Newspapers: There is No Magic Bullet, Recovering Journalist
For newspapers, there is no magic bullet.
Charging for online content is not a magic bullet—in fact, in most cases, it may do more harm than good.
Micropayments are not a magic bullet—though they may (or may not) bring in a few extra pennies of revenue for the Wall Street Journal.
The Amazon Kindle (even in doublewide mode) is not a magic bullet—especially when Apple unleashes its rumored large-screen iPhone, aka the Kindle-killer.
Punishing Google is not a magic bullet—indeed, it’s a short-sighted strategy that can devastate traffic and ad revenue.
Times Wire is a useful new product and shows that the NYT is actively tapping into two big trends on the Web currently: real time information and personalization. The ‘river of news’ format isn’t as overwhelming as it is on the new FriendFeed page, where a torrent of content will scroll past the bewildered user in the blink of an eye. I blinked a lot of times over the course of a couple of minutes before I saw an update to the ‘All News’ section in Times Wire. This is probably a good thing for a news site, because people need at least a bit of time to digest news.
The New York Times is proving itself to be a leader among the big newspapers in not only keeping up with the latest Internet trends, but sometimes extending them. This particular product probably won’t be hugely useful for the general public, it seems more like a product that info junkies (like bloggers) and newshounds would enjoy. But it’s definitely a worthwhile experiment.
An Amsterdam based holding company called PPF and the Paris based World Association of Newspapers are funding a fascinating project that will launch 30 different websites covering hyperlocal news throughout the Czech Republic. Google will provide technical training and the sites will run AdSense in exchange. In order to maximize contact with the local community, the project has hired 90 mostly young reporters who will work out of offices with public coffee and internet shops built into the facilities.
Will this idea work? Who knows, but it sure sounds like a fun experiment. There are lots of different factors at issue, not the least of which is the hyper-local nature of the news being reported. Eric Pfanner in the Times says “think garbage collection schedules, not Group of 7 diplomacy.”
John Scalzi on blaming the internet, EatSleepPublish
The problem I have with print people blaming the Internet for their troubles is that blaming the Internet allows them to ignore — and indeed, actively avoid – taking responsibility for their own acts that have contributed and are contributing to their current bad times. This happens with all print media, but SF is really hot on it. And it’s bunk.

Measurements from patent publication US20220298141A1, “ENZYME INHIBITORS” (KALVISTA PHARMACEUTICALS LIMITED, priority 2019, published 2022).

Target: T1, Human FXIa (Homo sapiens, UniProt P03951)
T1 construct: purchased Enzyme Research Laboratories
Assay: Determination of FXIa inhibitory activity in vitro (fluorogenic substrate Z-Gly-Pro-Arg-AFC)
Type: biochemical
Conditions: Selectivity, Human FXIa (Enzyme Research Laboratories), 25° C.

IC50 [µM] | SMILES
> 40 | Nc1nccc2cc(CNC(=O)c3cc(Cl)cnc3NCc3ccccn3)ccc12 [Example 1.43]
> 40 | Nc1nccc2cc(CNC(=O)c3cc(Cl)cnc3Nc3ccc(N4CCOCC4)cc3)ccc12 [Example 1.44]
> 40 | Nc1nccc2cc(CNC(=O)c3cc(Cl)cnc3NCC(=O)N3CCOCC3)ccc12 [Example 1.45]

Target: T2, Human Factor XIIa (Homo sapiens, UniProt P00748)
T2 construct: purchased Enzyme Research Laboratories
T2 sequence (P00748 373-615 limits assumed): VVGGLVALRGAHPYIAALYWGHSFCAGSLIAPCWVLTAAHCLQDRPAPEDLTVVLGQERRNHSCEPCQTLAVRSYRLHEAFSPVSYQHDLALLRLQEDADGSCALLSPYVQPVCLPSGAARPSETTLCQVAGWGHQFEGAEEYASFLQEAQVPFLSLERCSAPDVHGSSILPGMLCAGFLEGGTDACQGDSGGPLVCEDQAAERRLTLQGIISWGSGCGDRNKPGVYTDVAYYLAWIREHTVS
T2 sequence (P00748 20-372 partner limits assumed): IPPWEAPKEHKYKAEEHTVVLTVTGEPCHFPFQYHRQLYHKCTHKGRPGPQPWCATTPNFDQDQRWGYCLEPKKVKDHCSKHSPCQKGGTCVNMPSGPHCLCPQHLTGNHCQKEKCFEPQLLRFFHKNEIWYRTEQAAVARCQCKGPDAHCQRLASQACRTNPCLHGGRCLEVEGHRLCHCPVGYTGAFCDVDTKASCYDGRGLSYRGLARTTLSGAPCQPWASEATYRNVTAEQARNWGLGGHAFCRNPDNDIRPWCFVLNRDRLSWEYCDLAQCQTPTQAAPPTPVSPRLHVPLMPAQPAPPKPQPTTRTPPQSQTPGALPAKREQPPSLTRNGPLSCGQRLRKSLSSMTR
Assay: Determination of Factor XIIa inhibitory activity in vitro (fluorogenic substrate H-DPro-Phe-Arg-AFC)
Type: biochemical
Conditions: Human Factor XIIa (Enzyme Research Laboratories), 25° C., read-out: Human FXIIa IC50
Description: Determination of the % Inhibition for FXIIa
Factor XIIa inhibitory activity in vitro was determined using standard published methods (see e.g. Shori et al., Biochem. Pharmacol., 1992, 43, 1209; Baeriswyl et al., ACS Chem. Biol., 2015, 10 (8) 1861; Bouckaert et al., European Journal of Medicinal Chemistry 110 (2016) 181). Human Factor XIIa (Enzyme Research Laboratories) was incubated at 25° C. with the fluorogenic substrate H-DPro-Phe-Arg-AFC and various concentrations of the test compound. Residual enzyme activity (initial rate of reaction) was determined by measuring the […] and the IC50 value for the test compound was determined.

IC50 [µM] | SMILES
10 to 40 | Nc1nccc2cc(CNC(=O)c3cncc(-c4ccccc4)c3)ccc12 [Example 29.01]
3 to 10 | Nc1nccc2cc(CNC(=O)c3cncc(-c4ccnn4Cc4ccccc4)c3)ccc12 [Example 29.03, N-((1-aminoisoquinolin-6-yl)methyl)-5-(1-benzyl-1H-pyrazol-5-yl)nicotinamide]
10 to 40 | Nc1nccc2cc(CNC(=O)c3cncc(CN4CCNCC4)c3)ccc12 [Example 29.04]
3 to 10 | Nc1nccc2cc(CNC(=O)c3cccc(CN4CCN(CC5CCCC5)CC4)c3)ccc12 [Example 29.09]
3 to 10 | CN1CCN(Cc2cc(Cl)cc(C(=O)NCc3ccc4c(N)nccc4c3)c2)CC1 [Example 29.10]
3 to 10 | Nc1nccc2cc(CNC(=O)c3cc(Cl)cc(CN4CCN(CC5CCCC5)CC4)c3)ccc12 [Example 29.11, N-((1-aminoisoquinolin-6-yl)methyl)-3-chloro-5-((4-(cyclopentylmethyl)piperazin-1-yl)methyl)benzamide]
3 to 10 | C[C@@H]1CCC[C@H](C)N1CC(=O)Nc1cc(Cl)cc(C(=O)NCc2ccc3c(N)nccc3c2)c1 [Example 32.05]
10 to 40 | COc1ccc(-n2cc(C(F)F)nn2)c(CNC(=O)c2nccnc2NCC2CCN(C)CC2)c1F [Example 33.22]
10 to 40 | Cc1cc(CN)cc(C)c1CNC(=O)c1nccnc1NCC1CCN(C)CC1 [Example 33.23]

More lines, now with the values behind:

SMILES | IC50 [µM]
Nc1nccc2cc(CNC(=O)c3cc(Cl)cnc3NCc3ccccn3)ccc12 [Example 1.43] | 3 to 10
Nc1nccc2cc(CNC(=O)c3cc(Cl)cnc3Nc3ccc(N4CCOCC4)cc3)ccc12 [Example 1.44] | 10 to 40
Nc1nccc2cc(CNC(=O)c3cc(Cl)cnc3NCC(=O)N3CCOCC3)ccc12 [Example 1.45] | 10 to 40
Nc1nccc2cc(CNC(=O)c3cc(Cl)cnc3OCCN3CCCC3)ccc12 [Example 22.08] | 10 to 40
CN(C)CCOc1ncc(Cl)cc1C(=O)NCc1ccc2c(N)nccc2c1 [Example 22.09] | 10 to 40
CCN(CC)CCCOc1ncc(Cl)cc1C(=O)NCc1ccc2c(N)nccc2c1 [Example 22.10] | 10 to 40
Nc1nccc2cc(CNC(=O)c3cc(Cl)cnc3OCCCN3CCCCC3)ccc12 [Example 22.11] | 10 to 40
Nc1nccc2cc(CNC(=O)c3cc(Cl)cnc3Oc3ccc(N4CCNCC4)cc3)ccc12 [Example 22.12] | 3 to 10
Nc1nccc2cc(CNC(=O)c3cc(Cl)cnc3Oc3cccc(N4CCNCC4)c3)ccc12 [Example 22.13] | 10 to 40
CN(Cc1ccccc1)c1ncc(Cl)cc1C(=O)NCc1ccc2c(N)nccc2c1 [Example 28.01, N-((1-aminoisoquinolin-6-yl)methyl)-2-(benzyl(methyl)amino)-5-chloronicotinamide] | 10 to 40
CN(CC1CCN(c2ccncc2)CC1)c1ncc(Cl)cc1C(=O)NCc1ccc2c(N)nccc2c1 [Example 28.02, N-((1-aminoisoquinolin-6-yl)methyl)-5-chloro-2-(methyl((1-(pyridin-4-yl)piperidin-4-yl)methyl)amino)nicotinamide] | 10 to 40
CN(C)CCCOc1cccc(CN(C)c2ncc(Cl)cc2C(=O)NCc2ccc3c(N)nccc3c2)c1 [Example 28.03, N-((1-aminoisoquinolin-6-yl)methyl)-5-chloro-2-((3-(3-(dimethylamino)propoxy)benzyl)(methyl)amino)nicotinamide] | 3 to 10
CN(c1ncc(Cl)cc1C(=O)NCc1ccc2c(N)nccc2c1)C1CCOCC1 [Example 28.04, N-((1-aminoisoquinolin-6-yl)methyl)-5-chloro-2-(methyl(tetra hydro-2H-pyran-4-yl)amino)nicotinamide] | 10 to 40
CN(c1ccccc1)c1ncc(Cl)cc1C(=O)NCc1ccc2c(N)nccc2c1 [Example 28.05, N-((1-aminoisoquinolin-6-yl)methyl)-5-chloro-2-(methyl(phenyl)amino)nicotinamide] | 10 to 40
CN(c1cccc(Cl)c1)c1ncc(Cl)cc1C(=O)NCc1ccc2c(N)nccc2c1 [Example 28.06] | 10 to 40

This week I came across the description of a “distribute and print” newspaper enterprise in Spain and Portugal. I think it’s fair to call it a newspaper printernet.
From the PressTerra Newsletter:
An agreement between Ontime Transport Logistics and PressTerra will provide expatriates and tourists in Spain with their familiar newspapers as of May 4, 2009. The process is very simple: Publishers make their content available to PressTerra, who in turn ensures that the right type of file is transmitted to the print site and on time. After printing has completed, the newspapers are picked up by or delivered to the Publisher’s preferred Distributor. If no Distributor is available yet for that market, PressTerra will bring the Publisher into contact with an established Distributor and upon request will negotiate on the Publisher’s behalf.
Currently, the model appeals to foreign newspapers looking to reach travelers and immigrants in the Iberian region who want to stay in contact with the “home country.” Various hometown newspapers supply the content in the form of PDF files. PressTerra handles the management, while Ontime Delivery and Logistics handles the delivery and Imcodavila manages the print-on-paper. Oce supplies the digital manufacturing pieces. Other offset printers will be added on as the demand grows.
The promise, risks and reasons for liveblogging, BeatBlogging
Liveblogs hold more potential for televised events where there’s a break or a lull in the action. Baseball and football are good examples where there’s plenty of time that’s ripe for good observations about the game. If the liveblog is set up as a chat, the fans can set the agenda of the conversation, rather than just listen to the announcers; it creates a community space, like having a bunch of buddies watching the game with you.
Liveblogging’s greatest potential is for events where we can’t see all the action or wouldn’t easily comprehend it even if we could. These include court proceedings, political events, terrorist attacks, wars, natural disasters or, on the bright side, space landings and major scientific breakthroughs. Livebloggers become our eyes and ears on the ground, valued for their ability to get details and separate facts from rumors.
Reporter tweets being shot, Headlines and Deadlines
In a nutshell, (teetotal) Tony McDonough was unfortunate enough to be downing a diet Coke in his local Liverpool pub when armed bikers opened fire on the doorway in a “ride by” shooting. Some of the pellets hit him in the face, and he ended up needing an ambulance ride and hospital treatment.
But, in his own words: